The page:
RECOMMENDED FOR YOU

India pushes ayurveda in BRICS wellness index

For Indian companies with a portfolio in ayurvedic products, this push could mean a major opening up of new markets

For Indian companies with a portfolio in ayurvedic products, this push could mean a major opening up of new markets Among the many indices claiming to follow up on the Human Development Index is the

In the run up to the eighth BRICS Summit in Goa in October, where the heads of member nations will converge, organisations from these countries feel they can begin work on such an index. The index has a commercial aspect to it too. is pushing for promotion of traditional medicines as the key element for achieving success in climbing the ranks in the index. For Indian companies with a portfolio in ayurvedic products, this push could mean a major opening up of new markets. Speaking at a seminar in Bengaluru to brainstorm on development of such a Wellness Index, Union Minister for Chemicals and Pharmaceuticals said one could consider if a global organisation for propagating the value of traditional medicines under the World Health Organization was a feasible one.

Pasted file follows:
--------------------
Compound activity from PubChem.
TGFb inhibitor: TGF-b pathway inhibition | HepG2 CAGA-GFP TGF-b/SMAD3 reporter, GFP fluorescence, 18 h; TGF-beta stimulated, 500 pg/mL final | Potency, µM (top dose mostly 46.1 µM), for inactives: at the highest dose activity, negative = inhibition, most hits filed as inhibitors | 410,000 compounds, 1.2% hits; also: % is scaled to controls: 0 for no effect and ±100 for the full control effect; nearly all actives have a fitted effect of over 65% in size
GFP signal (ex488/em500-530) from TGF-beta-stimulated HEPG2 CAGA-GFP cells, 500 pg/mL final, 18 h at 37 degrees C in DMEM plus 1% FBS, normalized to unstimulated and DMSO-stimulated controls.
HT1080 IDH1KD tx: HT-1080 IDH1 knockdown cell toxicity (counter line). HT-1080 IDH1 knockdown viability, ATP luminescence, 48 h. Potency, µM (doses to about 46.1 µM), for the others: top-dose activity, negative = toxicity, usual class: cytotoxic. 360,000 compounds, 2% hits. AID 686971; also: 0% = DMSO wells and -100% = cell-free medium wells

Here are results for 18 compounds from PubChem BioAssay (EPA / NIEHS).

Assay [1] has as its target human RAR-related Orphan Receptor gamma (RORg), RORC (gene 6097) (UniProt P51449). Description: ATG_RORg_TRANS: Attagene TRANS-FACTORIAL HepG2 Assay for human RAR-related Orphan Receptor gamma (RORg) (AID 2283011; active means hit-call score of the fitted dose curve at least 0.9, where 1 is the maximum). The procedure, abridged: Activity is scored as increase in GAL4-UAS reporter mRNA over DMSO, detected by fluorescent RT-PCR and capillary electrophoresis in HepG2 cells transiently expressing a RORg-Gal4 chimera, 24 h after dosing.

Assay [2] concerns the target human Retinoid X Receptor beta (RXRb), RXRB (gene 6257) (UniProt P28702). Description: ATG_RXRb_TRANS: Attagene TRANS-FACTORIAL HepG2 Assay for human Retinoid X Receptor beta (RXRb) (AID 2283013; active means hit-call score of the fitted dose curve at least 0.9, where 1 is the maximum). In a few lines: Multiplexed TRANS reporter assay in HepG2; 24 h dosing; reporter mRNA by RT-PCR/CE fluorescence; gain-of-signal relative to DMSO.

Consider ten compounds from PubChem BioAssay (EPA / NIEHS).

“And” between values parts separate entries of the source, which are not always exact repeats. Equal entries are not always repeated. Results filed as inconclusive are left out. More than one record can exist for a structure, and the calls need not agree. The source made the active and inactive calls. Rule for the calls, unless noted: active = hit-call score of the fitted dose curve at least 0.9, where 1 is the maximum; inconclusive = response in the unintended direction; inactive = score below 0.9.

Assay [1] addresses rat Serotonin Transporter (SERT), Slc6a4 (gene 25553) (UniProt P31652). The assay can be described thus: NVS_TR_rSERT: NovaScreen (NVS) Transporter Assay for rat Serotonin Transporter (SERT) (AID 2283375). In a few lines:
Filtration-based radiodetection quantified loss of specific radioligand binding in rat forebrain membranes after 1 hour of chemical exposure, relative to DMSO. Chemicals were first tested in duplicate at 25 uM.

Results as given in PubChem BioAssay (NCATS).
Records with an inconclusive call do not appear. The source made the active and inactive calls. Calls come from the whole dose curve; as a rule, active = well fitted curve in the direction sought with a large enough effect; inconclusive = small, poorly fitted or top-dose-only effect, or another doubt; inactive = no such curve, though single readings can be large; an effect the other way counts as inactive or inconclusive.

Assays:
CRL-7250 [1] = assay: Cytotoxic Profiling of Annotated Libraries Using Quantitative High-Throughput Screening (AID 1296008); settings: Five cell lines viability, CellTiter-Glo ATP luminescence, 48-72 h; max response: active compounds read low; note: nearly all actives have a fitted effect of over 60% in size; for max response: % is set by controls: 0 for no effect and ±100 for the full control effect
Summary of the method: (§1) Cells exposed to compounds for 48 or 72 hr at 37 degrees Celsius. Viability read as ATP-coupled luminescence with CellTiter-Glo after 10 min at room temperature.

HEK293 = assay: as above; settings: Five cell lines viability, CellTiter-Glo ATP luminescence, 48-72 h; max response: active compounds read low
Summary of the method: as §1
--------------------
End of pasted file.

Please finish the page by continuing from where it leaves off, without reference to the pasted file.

"Basic health care is crucial. A lot of that springs from the availability of primary health care", he said. A document released for the event by Delhi-based think tank RIS, "Health, Nature and Quality of Life", in association with the Ministry of External Affairs, argues for marrying steps taken in advancing traditional medicine by these counties in making available healthcare to the people to feed into the measurement of growth. "We hope the BRICS governments would take into account the rising aspirations of their people, societies and various stakeholders to redefine the way we look at the process of economic growth," said Sachin Chaturvedi, director-general,

While a report by the department of science and technology report says the global market for herbal products is about $62 billion, occupies less than a tenth of it, despite its biological sink. Herbal medicines occupy a significant percentage of this market. If the government pushes for a index like this one, it can create a force multiplier for the Indian companies to claw a larger share of the market.

In an earlier report in Business Standard, Ayush Secretary Ajit M Sharan had remarked about the importance of the event. According to his department the workshop will also include a session on WHO strategy for traditional medicine. The officials will be hoping the delegates from BRICS will agree with the prescription too.